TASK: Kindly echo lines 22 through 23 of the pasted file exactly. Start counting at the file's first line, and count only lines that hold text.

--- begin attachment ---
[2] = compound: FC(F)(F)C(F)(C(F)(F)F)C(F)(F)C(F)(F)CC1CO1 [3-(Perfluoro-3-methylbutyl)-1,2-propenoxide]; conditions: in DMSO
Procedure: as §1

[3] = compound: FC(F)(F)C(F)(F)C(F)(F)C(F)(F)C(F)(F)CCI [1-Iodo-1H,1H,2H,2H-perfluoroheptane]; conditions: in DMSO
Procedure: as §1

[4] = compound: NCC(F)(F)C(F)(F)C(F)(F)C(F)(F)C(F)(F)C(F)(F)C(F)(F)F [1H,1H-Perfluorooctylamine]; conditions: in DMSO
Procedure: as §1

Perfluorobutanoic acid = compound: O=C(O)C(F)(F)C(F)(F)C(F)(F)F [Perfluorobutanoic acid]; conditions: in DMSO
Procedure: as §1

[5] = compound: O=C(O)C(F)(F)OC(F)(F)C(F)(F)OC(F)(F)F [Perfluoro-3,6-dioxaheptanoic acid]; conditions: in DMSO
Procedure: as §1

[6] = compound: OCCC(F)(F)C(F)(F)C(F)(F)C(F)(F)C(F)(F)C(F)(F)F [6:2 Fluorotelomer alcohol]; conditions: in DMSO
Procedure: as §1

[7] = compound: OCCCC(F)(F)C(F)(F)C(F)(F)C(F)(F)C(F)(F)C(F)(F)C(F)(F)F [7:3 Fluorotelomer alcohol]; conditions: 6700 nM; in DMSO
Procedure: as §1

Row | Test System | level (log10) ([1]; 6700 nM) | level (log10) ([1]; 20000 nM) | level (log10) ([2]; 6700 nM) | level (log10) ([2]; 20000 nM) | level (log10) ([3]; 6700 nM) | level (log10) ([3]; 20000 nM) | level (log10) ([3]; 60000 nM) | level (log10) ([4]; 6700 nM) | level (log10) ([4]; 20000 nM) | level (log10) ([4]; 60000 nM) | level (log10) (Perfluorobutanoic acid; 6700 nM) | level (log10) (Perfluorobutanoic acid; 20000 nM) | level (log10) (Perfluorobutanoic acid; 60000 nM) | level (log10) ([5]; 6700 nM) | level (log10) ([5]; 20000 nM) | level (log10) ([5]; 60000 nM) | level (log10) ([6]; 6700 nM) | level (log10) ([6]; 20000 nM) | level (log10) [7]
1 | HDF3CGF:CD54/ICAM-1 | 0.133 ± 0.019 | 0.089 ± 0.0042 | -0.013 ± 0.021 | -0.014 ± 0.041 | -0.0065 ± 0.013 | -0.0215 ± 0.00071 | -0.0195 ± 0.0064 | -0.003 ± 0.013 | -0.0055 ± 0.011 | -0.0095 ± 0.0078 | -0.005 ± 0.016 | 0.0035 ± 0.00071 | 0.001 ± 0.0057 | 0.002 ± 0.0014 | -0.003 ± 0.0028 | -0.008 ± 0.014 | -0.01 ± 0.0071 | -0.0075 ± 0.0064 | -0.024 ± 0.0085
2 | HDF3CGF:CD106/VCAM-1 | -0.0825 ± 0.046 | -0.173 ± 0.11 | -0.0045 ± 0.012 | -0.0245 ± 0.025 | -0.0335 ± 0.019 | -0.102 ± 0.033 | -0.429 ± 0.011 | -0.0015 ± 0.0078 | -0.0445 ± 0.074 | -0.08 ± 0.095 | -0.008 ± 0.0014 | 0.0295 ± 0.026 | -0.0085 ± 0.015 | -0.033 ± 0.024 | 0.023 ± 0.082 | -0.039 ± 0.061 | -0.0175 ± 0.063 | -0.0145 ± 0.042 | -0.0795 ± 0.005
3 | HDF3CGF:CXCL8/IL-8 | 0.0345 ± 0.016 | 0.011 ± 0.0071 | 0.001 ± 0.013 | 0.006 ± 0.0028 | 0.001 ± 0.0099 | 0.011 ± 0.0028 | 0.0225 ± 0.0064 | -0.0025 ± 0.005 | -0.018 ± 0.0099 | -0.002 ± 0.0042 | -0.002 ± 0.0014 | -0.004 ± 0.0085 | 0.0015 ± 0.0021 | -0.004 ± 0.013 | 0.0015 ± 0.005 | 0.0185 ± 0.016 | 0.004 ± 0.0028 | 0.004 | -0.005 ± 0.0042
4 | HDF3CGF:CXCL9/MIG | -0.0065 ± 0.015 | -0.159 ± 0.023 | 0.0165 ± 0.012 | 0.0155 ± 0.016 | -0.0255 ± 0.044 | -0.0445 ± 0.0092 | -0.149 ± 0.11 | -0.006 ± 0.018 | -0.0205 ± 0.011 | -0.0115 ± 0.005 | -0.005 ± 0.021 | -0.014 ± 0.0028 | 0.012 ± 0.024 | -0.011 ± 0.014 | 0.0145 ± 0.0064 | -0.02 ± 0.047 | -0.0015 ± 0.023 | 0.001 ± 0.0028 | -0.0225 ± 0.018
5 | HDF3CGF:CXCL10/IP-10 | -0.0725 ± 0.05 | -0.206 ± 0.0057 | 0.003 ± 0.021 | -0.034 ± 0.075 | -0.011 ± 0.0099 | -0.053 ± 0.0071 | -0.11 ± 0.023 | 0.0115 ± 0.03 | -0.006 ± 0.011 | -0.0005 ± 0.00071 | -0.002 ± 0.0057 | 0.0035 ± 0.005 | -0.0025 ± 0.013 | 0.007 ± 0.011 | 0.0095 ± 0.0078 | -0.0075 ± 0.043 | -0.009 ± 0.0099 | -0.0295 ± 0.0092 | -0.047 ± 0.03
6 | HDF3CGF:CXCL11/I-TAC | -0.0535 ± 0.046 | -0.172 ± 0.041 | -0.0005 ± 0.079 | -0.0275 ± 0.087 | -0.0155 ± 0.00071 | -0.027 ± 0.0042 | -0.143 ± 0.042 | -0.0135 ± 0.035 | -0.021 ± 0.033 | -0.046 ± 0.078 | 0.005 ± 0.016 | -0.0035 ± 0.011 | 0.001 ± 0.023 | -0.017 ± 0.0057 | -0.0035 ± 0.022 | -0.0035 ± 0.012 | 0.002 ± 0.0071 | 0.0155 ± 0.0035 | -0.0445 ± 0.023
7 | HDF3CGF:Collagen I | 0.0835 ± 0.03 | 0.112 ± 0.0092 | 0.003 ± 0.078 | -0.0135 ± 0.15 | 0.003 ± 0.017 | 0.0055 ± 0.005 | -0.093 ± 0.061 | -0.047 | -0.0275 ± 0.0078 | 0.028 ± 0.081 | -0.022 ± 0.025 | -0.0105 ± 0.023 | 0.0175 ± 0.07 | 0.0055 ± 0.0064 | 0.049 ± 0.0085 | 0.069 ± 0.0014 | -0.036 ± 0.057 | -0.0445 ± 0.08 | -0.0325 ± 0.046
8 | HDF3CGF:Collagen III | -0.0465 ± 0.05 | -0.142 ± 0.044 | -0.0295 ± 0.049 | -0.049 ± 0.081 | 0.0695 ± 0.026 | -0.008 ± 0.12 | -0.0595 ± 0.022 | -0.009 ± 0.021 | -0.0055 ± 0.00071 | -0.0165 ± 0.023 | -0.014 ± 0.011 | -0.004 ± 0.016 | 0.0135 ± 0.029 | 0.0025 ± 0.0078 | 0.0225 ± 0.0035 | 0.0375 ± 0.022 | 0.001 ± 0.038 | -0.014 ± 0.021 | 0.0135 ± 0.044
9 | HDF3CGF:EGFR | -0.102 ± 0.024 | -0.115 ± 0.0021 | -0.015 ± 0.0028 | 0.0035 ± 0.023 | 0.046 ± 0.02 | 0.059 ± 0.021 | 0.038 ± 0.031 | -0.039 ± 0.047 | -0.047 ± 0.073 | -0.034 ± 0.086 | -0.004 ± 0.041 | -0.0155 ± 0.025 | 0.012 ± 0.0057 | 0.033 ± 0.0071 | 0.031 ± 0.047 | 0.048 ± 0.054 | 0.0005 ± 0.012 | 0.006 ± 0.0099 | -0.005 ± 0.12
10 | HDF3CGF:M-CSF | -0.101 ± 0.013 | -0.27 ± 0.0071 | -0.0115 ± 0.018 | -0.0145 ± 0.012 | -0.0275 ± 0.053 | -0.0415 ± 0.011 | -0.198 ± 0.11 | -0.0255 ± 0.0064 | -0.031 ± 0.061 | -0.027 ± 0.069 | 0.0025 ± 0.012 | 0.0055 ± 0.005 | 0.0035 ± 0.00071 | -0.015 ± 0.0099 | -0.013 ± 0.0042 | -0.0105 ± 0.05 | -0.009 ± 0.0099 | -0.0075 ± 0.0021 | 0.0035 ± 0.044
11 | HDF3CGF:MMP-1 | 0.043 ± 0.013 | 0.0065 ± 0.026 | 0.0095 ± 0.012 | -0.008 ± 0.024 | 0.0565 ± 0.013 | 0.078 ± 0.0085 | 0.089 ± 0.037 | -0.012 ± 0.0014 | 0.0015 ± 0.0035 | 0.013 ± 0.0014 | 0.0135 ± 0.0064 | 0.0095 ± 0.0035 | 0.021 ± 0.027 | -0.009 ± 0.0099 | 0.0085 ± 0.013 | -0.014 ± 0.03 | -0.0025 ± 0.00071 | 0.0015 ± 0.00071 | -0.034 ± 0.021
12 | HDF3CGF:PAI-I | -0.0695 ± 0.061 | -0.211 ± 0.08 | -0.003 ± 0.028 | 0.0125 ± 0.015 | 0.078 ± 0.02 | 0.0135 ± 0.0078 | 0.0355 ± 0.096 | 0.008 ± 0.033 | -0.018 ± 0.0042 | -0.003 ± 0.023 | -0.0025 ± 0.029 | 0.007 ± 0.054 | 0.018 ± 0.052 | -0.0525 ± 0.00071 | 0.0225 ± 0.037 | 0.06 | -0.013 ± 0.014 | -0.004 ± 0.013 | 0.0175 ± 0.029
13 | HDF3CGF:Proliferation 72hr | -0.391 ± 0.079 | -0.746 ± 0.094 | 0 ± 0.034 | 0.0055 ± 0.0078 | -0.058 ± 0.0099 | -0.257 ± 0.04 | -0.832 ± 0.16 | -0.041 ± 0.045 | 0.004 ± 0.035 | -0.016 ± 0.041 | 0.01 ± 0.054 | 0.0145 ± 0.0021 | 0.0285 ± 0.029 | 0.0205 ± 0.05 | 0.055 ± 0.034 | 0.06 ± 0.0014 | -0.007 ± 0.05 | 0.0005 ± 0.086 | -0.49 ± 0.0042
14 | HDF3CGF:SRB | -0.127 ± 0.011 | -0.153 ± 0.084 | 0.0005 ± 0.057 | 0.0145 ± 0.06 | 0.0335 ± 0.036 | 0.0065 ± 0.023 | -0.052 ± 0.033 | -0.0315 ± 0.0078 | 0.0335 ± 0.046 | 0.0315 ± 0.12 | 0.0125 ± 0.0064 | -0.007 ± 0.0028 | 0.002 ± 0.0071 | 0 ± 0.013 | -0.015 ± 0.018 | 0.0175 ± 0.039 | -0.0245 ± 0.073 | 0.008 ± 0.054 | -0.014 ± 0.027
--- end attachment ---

7 | HDF3CGF:Collagen I | 0.0835 ± 0.03 | 0.112 ± 0.0092 | 0.003 ± 0.078 | -0.0135 ± 0.15 | 0.003 ± 0.017 | 0.0055 ± 0.005 | -0.093 ± 0.061 | -0.047 | -0.0275 ± 0.0078 | 0.028 ± 0.081 | -0.022 ± 0.025 | -0.0105 ± 0.023 | 0.0175 ± 0.07 | 0.0055 ± 0.0064 | 0.049 ± 0.0085 | 0.069 ± 0.0014 | -0.036 ± 0.057 | -0.0445 ± 0.08 | -0.0325 ± 0.046
8 | HDF3CGF:Collagen III | -0.0465 ± 0.05 | -0.142 ± 0.044 | -0.0295 ± 0.049 | -0.049 ± 0.081 | 0.0695 ± 0.026 | -0.008 ± 0.12 | -0.0595 ± 0.022 | -0.009 ± 0.021 | -0.0055 ± 0.00071 | -0.0165 ± 0.023 | -0.014 ± 0.011 | -0.004 ± 0.016 | 0.0135 ± 0.029 | 0.0025 ± 0.0078 | 0.0225 ± 0.0035 | 0.0375 ± 0.022 | 0.001 ± 0.038 | -0.014 ± 0.021 | 0.0135 ± 0.044